The U.S. stock market couldn’t gain any traction in the first half of the year.
Hawaii investment experts didn’t fare any better.
Amid fears of a spreading European debt crisis, continued housing problems on the home front, and reverberations from the BP oil spill, the major indexes all hit the midyear point lower than they started in 2010.
Local stock pickers similarly struggled, with only one of four contest participants squeezing out a gain in the newly renamed Star-Advertiser’s ninth annual survey of best investment ideas.
The outlook for the remaining six months of 2010 doesn’t look much brighter, according to local stock expert Norm Caris, whose hypothetical $20,000 portfolio was up a scant 1.1 percent through the first six months.
"Stock prices show we have dodged another Depression, but toxic anti-business rhetoric and policy errors are still hurting the still-fragile recovery," said Caris, a Kauai resident and managing director for institutional sales for Caris and Co.
He said the current tax and spending policies of federal lawmakers are counterproductive for business, investors, and market confidence.
"The market will continue to fluctuate based on legislation and how the politics turn out in November," said Caris, whose portfolio hit the midyear point worth $20,214.20.
Still, he said stock prices have retreated to more sensitive levels and investors should be looking to increase their exposure.
2010 YEAR-END FORECASTS
Hawaii stock experts are mixed on how the major indexes will fare in 2010.
In the first six months, the Dow Jones industrial average posted a 5 percent loss, which includes reinvested dividends, while the Nasdaq composite index declined 6.6 percent and the Standard & Poor’s 500 index fell 6.7 percent.
Barry Hyman, vice president-managing team for the Maui branch of FIM Group Ltd., was the only other stock expert besides Caris to trump the indexes. Hyman’s portfolio lost 3.2 percent to $19,357.81.
Rounding out the contingent of experts were Richard Dole, chief executive officer of Honolulu investment adviser Dole Capital LLC, who lost 8.2 percent to $18,362.90; and Dwight Melton, co-founder of the Hawaii Stocks and Option Group, down 18.2 percent to $16,362.93.
Caris revamped much of his portfolio for the third quarter, including closing out his short position in Honolulu-based Alexander & Baldwin following a 7 percent gain through six months.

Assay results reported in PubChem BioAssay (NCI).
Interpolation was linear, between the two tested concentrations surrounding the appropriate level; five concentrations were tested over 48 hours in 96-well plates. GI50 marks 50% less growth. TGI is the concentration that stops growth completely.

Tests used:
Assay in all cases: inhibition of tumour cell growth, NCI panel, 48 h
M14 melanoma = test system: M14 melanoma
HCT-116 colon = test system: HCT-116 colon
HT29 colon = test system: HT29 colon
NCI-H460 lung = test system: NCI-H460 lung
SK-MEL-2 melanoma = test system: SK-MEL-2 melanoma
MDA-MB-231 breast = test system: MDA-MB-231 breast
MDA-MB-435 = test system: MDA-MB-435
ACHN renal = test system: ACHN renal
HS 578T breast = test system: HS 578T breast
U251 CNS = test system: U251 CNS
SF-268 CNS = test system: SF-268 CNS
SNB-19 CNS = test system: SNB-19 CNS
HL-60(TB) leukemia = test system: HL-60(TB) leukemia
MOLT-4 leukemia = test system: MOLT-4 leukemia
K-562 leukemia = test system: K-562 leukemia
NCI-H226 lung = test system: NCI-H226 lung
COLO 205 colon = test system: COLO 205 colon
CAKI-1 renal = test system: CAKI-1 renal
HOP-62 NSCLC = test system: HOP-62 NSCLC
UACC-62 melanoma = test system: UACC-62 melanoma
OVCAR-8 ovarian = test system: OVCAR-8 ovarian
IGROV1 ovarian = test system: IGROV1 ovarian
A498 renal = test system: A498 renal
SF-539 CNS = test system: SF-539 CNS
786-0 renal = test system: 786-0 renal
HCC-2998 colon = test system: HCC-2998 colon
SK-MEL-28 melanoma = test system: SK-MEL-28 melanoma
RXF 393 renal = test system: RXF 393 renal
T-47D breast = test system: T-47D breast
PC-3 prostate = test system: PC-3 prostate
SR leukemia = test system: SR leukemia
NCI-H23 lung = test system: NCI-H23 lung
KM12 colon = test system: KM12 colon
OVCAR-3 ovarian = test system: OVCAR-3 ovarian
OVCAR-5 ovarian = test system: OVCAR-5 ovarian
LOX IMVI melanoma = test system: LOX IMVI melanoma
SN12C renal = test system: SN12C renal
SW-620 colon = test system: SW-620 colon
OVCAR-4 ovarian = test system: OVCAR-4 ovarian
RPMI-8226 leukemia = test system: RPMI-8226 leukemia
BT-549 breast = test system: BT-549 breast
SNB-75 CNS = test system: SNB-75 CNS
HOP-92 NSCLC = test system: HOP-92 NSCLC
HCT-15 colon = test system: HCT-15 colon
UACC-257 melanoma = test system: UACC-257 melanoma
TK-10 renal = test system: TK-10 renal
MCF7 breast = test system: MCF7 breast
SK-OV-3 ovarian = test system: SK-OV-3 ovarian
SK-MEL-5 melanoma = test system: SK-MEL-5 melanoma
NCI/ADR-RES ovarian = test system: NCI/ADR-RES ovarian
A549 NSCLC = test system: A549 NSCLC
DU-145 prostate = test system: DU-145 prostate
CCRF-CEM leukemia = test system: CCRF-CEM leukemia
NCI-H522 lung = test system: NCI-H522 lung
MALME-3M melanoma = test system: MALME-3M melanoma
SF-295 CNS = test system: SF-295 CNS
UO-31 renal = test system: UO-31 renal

The short position enabled Caris to profit as the stock price dropped.
He also doubled down on his positions in both Hawaiian Holdings, parent of Hawaiian Airlines, and Intel, as well as added new companies in Collective Brands, which owns Payless ShoeSource stores, and semiconductor equipment maker Novellus.
Hyman, hurt in the second quarter by a 43.5 percent decline in investment management firm U.S. Global Investors, more than doubled his position in that company for the third quarter because he sees it as a bargain.
"They specialize in natural resources, like gold, as well as emerging markets, which hold much of the world’s natural resources," Hyman said. "At its current extremely depressed price, U.S. Global is even more undervalued relative to the price of gold and natural resources."
Hyman sold all his holdings in Barrick Gold after the stock posted a 19 percent return in the quarter, but said gold mining stocks remain undervalued relative to the price of gold.
"Investors afraid of the stock market are buying gold bullion, coins or exchange-traded funds, but the pricing of mining stocks have not kept pace," he said.
He added two stocks to his portfolio in the quarter. One was global telecom provider Vodaphone, which pays an approximate 7.5 percent dividend and has a consistent cash flow.
His other pick was Gaiam, a producer and marketer of lifestyle media and fitness accessories.
"While I am very cautious of many retail companies in the current environment, Gaiam is a well-managed niche company that I expect will do well despite the strapped consumer," Hyman said.
"Through subsidiaries like Real Goods, and relations with other outlets, they focus on the consumer movement to be more energy efficient, environmentally conscious and life-quality oriented."
Dole, who didn’t make any changes in his portfolio, said he hasn’t changed his market outlook since the beginning of the year.
At the end of the first quarter, he said the market had gotten ahead of itself based on a slow-growth environment and likely would be vulnerable to bad news.
"We certainly had a market correction, partly due to slower expected China growth and an unexpected oil spill driving down energy stocks," Dole said.
"I continue to believe that the market will be higher by the end of the year, but we will have corrections along the way. Price-sensitive stocks suffered more than the market as a whole in the recent market downturn."
Dole’s best performer in the quarter was Territorial Bancorp, the holding company for Honolulu-based Territorial Savings Bank, which slipped 0.2 percent.
Melton, who typically favors stocks with strong momentum, picked up a 7 percent gain from Apple in the second quarter but was stung by losses of more than 20 percent on his other three holdings, including a 32.1 percent decline by coal producer Alpha Natural Resources. Still, Melton decided not to make any changes for the third quarter in his portfolio.
"I’m cautious going forward," he said. "For openers, housing’s pressures are mounting on both the building and sales fronts in wake of the recent expiration of tax credits for homebuyers (even though those with signed contracts now have three additional months to complete their purchase).
"Housing is not all that is restraining the upturn, though. We’re also seeing reluctance by consumers to spend, lesser contributions from fiscal stimulus, and further weakness overseas, particularly in Europe."